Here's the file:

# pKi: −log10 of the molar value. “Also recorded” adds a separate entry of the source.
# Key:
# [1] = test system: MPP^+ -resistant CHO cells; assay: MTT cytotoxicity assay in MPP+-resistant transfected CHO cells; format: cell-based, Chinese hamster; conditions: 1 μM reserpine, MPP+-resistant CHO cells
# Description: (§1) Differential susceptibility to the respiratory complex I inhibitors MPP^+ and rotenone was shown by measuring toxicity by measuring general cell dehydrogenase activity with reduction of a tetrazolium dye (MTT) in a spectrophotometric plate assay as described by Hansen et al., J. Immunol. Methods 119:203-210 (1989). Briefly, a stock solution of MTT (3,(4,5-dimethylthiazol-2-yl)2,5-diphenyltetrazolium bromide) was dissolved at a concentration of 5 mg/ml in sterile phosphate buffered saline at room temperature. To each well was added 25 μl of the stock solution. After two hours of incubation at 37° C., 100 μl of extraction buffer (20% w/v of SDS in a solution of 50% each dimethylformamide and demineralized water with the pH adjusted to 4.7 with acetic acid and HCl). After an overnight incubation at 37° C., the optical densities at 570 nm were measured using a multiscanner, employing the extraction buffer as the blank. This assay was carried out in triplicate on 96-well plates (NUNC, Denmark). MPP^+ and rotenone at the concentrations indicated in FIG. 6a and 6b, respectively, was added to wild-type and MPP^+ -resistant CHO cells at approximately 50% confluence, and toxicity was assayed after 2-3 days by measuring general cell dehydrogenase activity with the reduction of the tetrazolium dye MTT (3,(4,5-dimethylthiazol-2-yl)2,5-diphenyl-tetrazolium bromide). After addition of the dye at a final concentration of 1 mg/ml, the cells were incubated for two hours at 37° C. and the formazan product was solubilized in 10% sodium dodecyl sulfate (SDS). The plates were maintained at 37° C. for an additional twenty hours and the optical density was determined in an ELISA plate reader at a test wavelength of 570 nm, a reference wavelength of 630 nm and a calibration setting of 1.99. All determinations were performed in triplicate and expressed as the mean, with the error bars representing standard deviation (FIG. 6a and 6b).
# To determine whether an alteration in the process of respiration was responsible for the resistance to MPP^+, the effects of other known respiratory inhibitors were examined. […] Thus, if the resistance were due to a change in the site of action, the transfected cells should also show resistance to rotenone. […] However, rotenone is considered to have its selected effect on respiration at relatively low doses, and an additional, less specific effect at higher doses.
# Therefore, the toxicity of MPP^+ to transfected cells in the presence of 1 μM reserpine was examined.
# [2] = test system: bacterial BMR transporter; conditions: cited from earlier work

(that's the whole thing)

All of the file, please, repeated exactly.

# pKi: −log10 of the molar value. “Also recorded” adds a separate entry of the source.
# Key:
# [1] = test system: MPP^+ -resistant CHO cells; assay: MTT cytotoxicity assay in MPP+-resistant transfected CHO cells; format: cell-based, Chinese hamster; conditions: 1 μM reserpine, MPP+-resistant CHO cells
# Description: (§1) Differential susceptibility to the respiratory complex I inhibitors MPP^+ and rotenone was shown by measuring toxicity by measuring general cell dehydrogenase activity with reduction of a tetrazolium dye (MTT) in a spectrophotometric plate assay as described by Hansen et al., J. Immunol. Methods 119:203-210 (1989). Briefly, a stock solution of MTT (3,(4,5-dimethylthiazol-2-yl)2,5-diphenyltetrazolium bromide) was dissolved at a concentration of 5 mg/ml in sterile phosphate buffered saline at room temperature. To each well was added 25 μl of the stock solution. After two hours of incubation at 37° C., 100 μl of extraction buffer (20% w/v of SDS in a solution of 50% each dimethylformamide and demineralized water with the pH adjusted to 4.7 with acetic acid and HCl). After an overnight incubation at 37° C., the optical densities at 570 nm were measured using a multiscanner, employing the extraction buffer as the blank. This assay was carried out in triplicate on 96-well plates (NUNC, Denmark). MPP^+ and rotenone at the concentrations indicated in FIG. 6a and 6b, respectively, was added to wild-type and MPP^+ -resistant CHO cells at approximately 50% confluence, and toxicity was assayed after 2-3 days by measuring general cell dehydrogenase activity with the reduction of the tetrazolium dye MTT (3,(4,5-dimethylthiazol-2-yl)2,5-diphenyl-tetrazolium bromide). After addition of the dye at a final concentration of 1 mg/ml, the cells were incubated for two hours at 37° C. and the formazan product was solubilized in 10% sodium dodecyl sulfate (SDS). The plates were maintained at 37° C. for an additional twenty hours and the optical density was determined in an ELISA plate reader at a test wavelength of 570 nm, a reference wavelength of 630 nm and a calibration setting of 1.99. All determinations were performed in triplicate and expressed as the mean, with the error bars representing standard deviation (FIG. 6a and 6b).
# To determine whether an alteration in the process of respiration was responsible for the resistance to MPP^+, the effects of other known respiratory inhibitors were examined. […] Thus, if the resistance were due to a change in the site of action, the transfected cells should also show resistance to rotenone. […] However, rotenone is considered to have its selected effect on respiration at relatively low doses, and an additional, less specific effect at higher doses.
# Therefore, the toxicity of MPP^+ to transfected cells in the presence of 1 μM reserpine was examined.
# [2] = test system: bacterial BMR transporter; conditions: cited from earlier work